I’ve heard of Minnesota Nice and North Dakota Kind, but what about South Dakota?
Todd Kurtz, a former South Dakotan, says for him, the name Bob is synonymous with kindness in that great state.
“We flew into Pierre last year, and as we exited the plane with the other 10-15 passengers, my wife was rolling with laughter because everyone getting off the plane was saying ‘Hi’ (with a very thick Midwestern accent) to an employee named Bob. ‘Hi-ya Bob,’ ‘Oh yah, hey there Bob, how’s ya doin?’ Bob returned the joyful banter.
"My wife and I told this story a half-dozen times over the weekend, embellishing the accent while laughing over this movie-like Scandinavian dialogue. Everyone getting off that plane knew Bob and everyone sounded like they were auditioning for the movie 'Fargo'!
"Three days later it was time to fly out of Pierre. At the airport, a friendly man behind the desk at United Airlines sorrowfully informed us that our flight was delayed by two hours, meaning we would miss our connecting flight. We couldn’t be mad, as this guy was overly helpful in finding us a new flight home to Albuquerque. As this man finalized our new flights with an infectious South Dakotan spirit of being happy to help, I saw his name tag. This was Bob.
"And now the story gets good.
"Two hours later, I walk to TSA and I don’t have my ID or my wallet! Panicking, I realize I left it at my aunt’s house and with no Uber or taxi in this small town, I have no way to get it. The flight is leaving in 30 minutes.
"Bob sees what’s going on, comes over and with no hesitation tells me to take his truck. ‘It’s in employee parking, an old 1996 blue Chevy, keys are in it.’
"'What? I can’t take your truck Bob.'
"'Sure you can, no problem, what other choice do we have?' and then his tone switches to thick sarcasm as he says, 'Just don’t scratch it. I’ll let TSA know you’ll be right back.'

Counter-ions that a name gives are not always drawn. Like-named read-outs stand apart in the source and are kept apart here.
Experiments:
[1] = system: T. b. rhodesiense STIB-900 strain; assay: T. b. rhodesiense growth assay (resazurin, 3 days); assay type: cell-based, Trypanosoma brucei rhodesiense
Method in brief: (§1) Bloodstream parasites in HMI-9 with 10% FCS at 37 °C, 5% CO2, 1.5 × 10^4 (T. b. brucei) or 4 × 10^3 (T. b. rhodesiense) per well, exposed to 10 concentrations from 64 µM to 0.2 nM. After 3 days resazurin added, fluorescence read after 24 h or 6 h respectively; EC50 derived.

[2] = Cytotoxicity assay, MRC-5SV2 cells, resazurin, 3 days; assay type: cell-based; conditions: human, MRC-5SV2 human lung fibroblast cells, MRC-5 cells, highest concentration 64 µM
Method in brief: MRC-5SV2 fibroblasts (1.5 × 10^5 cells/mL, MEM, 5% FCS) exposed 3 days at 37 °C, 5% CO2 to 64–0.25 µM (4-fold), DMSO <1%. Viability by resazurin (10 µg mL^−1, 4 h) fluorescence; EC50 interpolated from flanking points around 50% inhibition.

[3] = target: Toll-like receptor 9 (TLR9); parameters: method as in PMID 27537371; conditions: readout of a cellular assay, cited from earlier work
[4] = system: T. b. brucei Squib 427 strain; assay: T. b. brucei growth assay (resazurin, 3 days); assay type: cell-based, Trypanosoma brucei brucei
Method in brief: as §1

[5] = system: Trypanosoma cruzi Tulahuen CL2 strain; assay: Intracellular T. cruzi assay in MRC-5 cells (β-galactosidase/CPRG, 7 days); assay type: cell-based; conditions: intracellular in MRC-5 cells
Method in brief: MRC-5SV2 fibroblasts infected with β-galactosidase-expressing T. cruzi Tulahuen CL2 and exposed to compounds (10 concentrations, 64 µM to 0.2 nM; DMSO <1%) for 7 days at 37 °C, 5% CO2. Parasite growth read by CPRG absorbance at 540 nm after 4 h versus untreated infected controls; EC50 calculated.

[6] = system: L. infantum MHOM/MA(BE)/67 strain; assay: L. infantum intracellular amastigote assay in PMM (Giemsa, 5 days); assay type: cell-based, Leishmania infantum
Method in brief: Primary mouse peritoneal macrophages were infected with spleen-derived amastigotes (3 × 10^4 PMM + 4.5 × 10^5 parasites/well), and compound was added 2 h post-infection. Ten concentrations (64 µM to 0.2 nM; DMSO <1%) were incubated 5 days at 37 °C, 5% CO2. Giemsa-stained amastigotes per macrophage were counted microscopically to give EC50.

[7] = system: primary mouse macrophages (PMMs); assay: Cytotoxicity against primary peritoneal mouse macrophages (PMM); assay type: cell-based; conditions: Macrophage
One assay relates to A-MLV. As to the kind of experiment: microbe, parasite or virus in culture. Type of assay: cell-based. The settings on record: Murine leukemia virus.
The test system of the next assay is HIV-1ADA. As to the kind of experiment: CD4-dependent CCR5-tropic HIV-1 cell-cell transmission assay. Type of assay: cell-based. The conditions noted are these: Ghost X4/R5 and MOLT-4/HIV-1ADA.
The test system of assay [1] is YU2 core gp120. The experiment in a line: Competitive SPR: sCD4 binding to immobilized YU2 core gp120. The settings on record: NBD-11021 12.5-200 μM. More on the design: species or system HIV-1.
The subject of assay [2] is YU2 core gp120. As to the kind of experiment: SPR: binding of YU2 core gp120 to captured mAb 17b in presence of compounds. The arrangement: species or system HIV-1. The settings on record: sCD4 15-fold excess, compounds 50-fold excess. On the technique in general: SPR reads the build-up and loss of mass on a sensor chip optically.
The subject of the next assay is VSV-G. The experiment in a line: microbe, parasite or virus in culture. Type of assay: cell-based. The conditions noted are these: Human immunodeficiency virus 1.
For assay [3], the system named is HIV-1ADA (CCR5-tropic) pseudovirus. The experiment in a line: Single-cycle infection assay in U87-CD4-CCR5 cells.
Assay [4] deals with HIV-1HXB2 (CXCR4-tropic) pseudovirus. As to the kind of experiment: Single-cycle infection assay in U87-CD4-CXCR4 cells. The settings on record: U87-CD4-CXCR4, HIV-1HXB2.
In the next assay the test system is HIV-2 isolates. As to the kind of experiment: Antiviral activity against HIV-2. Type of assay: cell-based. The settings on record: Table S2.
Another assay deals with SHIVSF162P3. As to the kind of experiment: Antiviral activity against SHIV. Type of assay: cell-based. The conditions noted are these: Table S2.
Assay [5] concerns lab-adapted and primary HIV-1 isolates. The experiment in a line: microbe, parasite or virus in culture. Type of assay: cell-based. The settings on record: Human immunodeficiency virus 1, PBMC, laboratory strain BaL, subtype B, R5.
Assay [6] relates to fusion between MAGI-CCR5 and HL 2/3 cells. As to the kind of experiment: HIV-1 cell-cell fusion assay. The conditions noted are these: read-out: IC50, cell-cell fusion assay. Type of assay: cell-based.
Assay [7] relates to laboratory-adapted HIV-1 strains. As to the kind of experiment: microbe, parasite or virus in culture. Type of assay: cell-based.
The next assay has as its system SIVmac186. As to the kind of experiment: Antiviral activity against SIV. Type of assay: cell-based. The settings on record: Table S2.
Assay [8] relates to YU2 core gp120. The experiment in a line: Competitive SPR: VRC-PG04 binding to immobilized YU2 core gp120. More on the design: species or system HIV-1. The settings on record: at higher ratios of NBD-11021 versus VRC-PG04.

"For some reason I’m the one uncomfortable about this, not Bob, as a complete stranger is going to leave in his truck. I find the blue truck, yep it’s unlocked, and yep the keys are on the seat right where Bob said they’d be.
"I moved away from the Dakotas seven years ago. I don’t miss the cold, I don’t miss the mosquitos, but I sure miss the people like Bob, who saw a person in trouble and no questions asked, did whatever he could to help me out.
"I got the wallet and got back to the airport just in time. As I was catching my breath at the gate, I saw Bob greeting everyone getting off the flight that had just arrived. And yes, most knew and said hi to Bob with a thick, healthy South Dakotan accent. Being a recipient of Bob’s kindness, I hope they always do."
I love hearing your stories of kindness! Please continue to share them with me at firstname.lastname@example.org.
Please continue to share your stories of kindness with me at email@example.com.
Nicole J. Phillips, a former Fargo television anchor, is a speaker, author and host of The Kindness Podcast. She lives in Aberdeen, S.D., with her three children and her husband, Saul Phillips, the head men's basketball coach at Northern State University. You can visit Nicole at nicolejphillips.com.